U.S. Bishops Commend Biden’s ‘Commitment to Climate Stewardship and Environmental Justice’

Members of the Catholic church say a prayer during an opening session of the annual US Conference of Catholic Bishops November 12, 2018 in Baltimore, Maryland. (Photo by Brendan Smialowski / AFP) (Photo credit should read BRENDAN SMIALOWSKI/AFP via Getty Images)

Leaders of the U.S. Bishops’ Conference (USCCB) praised President Joe Biden’s decision to rejoin the Paris Climate Agreement and his “renewed American leadership on climate change.”

Oklahoma City Archbishop Paul Coakley, chairman of the Bishops’ Committee on Domestic Justice and Human Development, and Rockford Bishop David Malloy, head of the Committee on International Justice and Peace, posted a statement on the USCCB website Monday lauding the president’s efforts.

Noting that Biden convened the Leaders Summit on Climate on April 22-23, the bishops asserted he has committed the nation to an “ambitious and welcome” goal.

“We commend the Biden Administration’s commitment to climate stewardship and environmental justice, consistent with the decision to rejoin the Paris Climate Agreement,” the bishops declared.

“The Leaders Summit on Climate reflects renewed American leadership on climate change, and the pledge to reduce greenhouse gas emissions by 50% from 2005 levels by 2030 is an ambitious and welcome national goal,” they continued.

“Consistent with the Holy Father’s call for integral ecology, the movement towards a net-zero emission world must also emphasize just transition so that working families who rely on the energy sector are not left behind,” the bishops added.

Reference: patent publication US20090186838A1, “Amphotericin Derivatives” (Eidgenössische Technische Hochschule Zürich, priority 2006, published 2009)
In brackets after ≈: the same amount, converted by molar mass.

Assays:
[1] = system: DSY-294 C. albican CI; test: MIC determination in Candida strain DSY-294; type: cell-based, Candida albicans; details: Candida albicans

In early April, Biden unveiled his $2.3 trillion infrastructure plan, which the Wall Street Journal (WSJ) editorial board dubbed “the Green New Deal in disguise.”

“As much as I think some parts of the party try to avoid saying ‘Green New Deal’ and really dance around and try to not use that term, ultimately, the framework I think has been adopted,” said Rep. Alexandria Ocasio-Cortez (D-NY) in reference to the plan.

As the WSJ noted, “more than half of his plan is dedicated to reducing CO2, with a goal of eliminating fossil fuels with a mix of federal spending, subsidies and regulation.”

In a separate op-ed, the WSJ editors asserted that Biden was “committing the U.S. to a far-fetched CO2 emissions goal without a vote of Congress,” which constitutes “a 10-year version of central economic planning.”

Unsurprisingly, Republican leaders have not been as sanguine toward Biden’s climate leadership as the U.S. Bishops.

Rep. Scott Perry (R-PA), for instance, said Biden’s American Jobs Plan would create a “Soviet-style economy” if it becomes law.

Moreover, Perry said, Biden’s proposal to spend $10 billion to create a “Civilian Climate Corps” and $20 billion to advance “racial equity” and “environmental justice” do not qualify as “infrastructure.”

“This is not infrastructure,” he stated. “This is the same bait and switch that the Democrats always do when the current definition of theft or malfeasance doesn’t sit well with the American people, and so they just change the definition.”

For her part, Sen. Marsha Blackburn (R-TN) called the $2 trillion proposal a “Trojan horse for the radical left,” smuggling in devastating and costly provisions under the guise of infrastructure.

“Not even six percent of President Joe Biden’s massive $2 trillion ‘infrastructure’ bill would be used to build roads and bridges,” Blackburn said. “Biden’s plan includes the largest tax hike in nearly three decades, but of course, coastal elites will have their taxes slashed.

“It will strip Americans of their right to work by forcing them to join Democrat-backed unions,” she added. “This ‘infrastructure’ plan is another Trojan horse for the radical left.”


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